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Disputed Anaheim parcel sold

Hotel developer buys property in the Resort District that had been the planned site for a residential complex.

January 18, 2008|Dave McKibben | Times Staff Writer

The site of a proposed low-cost housing project near Disneyland that ignited a firestorm of protest has been sold to a Texas hotel developer.

Renaissance Development, a Fort Worth company with more than $1 billion in past projects, said Thursday that it planned to build three upscale hotels and restaurants, shops and pubs on the 26-acre parcel. The sale could signal an end to a battle that has divided Anaheim over the last 18 months.

Irvine-based SunCal Cos. had envisioned a 1,500-unit condominium and low-cost apartment complex for the land at Katella Avenue and Haster Street. But the project sparked a rancorous debate over the future of Anaheim's Resort District, capturing national attention and triggering protests, lawsuits and ballot propositions.

Business leaders, including Disney, felt the area should be reserved for tourists -- and the money they bring with them. Housing advocates argued that Anaheim had a pressing need for affordable housing.

For The Record
Los Angeles Times Sunday, January 20, 2008 Home Edition Main News Part A Page 2 National Desk 1 inches; 45 words Type of Material: Correction
Anaheim development: The subheadline on an article in some editions of Friday's California section about a developer's purchase of property near Disneyland said 1,500 low-cost condos had previously been envisioned for the site. The plan had called for 1,275 market-rate condos and 225 low-cost apartments.

The property became available three months ago when SunCal's $46-million deal to buy the land from the Frank Family Partnership collapsed. A month after the deal fell through, SunCal sued the Frank Family for $60 million in damages, alleging that the landowner and a third party had conspired to scuttle the deal.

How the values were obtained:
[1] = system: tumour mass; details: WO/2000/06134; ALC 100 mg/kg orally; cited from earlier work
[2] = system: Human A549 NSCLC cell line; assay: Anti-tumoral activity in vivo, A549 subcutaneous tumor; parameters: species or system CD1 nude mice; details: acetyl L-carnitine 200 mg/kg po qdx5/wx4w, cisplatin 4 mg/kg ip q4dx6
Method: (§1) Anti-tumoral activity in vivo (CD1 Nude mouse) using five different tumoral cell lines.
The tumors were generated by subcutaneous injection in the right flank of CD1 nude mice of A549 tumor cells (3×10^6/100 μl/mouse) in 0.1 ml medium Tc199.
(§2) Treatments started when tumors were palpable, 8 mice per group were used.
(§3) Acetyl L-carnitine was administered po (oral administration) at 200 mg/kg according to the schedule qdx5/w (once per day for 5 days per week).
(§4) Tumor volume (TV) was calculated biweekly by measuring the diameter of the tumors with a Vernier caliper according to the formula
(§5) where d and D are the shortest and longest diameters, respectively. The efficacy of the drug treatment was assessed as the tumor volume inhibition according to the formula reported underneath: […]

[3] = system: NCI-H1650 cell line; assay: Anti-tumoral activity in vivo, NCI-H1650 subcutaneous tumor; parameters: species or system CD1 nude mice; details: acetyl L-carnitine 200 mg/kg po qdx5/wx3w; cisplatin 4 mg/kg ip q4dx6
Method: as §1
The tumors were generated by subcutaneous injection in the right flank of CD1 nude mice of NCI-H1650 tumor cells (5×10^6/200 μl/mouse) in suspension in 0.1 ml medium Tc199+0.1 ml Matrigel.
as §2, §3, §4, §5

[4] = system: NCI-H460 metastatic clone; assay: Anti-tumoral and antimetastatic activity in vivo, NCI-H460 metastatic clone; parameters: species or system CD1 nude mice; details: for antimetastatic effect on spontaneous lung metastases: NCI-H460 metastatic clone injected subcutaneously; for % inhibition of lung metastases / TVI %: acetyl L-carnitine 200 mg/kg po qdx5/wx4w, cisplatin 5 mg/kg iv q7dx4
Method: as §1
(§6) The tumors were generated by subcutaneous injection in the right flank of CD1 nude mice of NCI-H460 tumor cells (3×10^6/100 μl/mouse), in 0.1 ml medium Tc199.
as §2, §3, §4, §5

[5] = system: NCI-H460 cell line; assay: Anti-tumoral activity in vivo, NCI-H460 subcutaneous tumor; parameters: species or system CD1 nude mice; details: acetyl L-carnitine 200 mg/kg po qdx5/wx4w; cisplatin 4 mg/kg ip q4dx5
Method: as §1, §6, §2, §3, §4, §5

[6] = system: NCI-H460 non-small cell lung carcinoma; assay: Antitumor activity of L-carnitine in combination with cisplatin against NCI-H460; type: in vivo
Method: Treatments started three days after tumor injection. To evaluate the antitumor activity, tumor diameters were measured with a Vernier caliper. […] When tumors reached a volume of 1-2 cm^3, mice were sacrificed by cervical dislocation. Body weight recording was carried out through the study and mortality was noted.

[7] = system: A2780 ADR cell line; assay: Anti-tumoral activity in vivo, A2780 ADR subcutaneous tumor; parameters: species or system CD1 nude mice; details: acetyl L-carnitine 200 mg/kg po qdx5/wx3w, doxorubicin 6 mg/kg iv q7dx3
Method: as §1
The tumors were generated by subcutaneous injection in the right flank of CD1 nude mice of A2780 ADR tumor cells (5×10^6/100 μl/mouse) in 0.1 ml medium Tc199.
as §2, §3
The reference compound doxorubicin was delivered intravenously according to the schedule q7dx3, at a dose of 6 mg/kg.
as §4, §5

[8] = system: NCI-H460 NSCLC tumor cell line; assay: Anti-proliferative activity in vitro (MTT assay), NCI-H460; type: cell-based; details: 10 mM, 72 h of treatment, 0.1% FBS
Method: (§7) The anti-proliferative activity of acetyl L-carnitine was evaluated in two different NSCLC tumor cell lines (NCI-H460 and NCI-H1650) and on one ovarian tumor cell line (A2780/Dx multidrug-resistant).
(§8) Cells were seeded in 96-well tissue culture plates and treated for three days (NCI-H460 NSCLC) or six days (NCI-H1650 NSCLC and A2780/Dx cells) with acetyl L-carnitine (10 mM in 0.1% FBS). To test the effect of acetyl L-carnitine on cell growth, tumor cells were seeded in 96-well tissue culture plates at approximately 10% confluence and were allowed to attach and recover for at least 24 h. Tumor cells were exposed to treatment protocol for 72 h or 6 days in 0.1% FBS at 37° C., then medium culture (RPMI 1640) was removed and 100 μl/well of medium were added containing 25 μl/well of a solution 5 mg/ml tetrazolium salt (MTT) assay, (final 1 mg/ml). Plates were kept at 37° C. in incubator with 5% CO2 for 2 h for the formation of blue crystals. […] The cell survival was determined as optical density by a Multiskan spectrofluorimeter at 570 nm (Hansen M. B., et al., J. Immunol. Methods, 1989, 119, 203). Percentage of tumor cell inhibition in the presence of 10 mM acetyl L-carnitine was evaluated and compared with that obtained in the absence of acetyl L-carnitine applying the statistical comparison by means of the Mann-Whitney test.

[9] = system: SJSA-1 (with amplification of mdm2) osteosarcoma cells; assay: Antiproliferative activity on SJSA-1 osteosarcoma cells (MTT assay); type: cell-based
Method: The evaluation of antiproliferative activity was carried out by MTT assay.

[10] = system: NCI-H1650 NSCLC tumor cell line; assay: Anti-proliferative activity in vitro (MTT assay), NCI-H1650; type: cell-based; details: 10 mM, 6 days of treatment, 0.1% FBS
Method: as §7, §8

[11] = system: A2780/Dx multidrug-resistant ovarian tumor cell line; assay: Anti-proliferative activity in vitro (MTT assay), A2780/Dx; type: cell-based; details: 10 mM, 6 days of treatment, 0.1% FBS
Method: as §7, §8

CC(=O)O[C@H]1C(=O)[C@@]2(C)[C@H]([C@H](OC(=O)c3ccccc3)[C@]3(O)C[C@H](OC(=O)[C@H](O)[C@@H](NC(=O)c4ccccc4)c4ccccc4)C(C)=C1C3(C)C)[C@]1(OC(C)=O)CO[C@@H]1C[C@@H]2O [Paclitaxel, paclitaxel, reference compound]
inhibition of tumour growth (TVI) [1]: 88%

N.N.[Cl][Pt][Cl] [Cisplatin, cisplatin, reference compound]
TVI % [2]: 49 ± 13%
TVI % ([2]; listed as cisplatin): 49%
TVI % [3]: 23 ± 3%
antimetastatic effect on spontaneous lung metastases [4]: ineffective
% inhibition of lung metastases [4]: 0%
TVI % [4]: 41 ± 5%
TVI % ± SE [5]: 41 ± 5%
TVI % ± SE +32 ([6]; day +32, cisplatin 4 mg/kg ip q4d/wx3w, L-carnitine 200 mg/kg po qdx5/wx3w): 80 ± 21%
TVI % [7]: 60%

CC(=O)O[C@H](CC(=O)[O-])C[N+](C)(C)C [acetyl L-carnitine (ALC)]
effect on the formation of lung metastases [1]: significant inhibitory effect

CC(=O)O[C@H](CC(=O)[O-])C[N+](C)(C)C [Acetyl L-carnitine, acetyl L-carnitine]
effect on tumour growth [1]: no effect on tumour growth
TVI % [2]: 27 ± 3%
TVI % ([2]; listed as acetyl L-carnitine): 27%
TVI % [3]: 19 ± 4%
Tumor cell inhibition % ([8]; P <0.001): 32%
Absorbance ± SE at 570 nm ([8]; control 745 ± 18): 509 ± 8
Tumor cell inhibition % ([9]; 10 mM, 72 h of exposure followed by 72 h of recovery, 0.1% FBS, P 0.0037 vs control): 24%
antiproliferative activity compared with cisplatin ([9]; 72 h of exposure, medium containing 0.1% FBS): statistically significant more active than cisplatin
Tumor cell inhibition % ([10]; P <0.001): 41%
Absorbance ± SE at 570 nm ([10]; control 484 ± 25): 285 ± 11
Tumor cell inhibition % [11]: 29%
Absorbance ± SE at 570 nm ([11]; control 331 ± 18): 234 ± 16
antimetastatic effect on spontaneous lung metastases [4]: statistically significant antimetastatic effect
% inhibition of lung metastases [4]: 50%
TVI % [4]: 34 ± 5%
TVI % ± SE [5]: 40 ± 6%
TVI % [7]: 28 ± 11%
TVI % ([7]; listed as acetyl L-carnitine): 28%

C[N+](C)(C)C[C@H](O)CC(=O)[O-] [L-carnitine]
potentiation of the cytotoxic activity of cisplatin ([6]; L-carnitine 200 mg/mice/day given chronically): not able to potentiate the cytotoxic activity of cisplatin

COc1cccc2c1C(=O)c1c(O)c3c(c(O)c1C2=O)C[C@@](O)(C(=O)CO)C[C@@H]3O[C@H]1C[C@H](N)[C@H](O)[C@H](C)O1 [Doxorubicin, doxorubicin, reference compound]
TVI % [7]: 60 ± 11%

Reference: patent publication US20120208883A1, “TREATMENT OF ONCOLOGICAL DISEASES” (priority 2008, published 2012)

Ed Casebier, Renaissance's president, said his company had tried to buy the site and three others in Anaheim over the last year. Casebier said he settled on a deal to buy the property "a few months ago" but wanted it to remain confidential until initial plans were completed.

"When we heard the property was available, we jumped on it," Casebier said. "We like the location because of its visibility off the I-5 freeway, and it's halfway between the convention center and [Angel] Stadium."

The company, which has built hotels, convention centers and office buildings throughout the country, has tentatively named its new project Gateway because it leads into the 2.2-square-mile Resort District. The property is across the street from land where Disney intends someday to build a third amusement park and a block from GardenWalk, an upscale outdoor mall set to open in months.

"With what's already there and what Disney is spending to reinvigorate California Adventure and its long-term plans across the street, we're very well positioned to join in the success of Disneyland," Casebier said.

He said he had no discussions with Disney officials before he decided to buy the property. "We knew the problems going on, and I didn't want to get drawn into them," Casebier said.

Disney, which led the fight to keep housing out of the Resort District, declined to comment on the news. But officials with Save Our Anaheim Resort, a Disney-funded coalition of business and community leaders, said they were "excited."

"I understand it's a hotel-retail project, and that's very welcome news," said Annette McCluskey, a coalition spokeswoman. "It's one more example of the continued high interest developers have in building tourism-related projects in the Resort District. And it fits the original vision of the Resort District."

Skip Miller, an attorney with SunCal, called the news "very interesting."

"This certainly is a matter highly relevant to our litigation with the landowner," he said.

City Council members could not be reached for comment, but Planning Director Sheri Vander Dussen said she was "encouraged they want to build something consistent with the resort."

Casebier said he didn't anticipate any of the political problems that SunCal encountered while trying to get its project approved.

"There's no residential on the plans, and we aren't expecting any battles," he said.

He said he wasn't scared off by the controversy over the property, now home to two mobile home parks.

"We were hesitant, but not because of the conflict surrounding it," he said. "We've never been involved in a closure process for a trailer park."

--

david.mckibben@latimes.com

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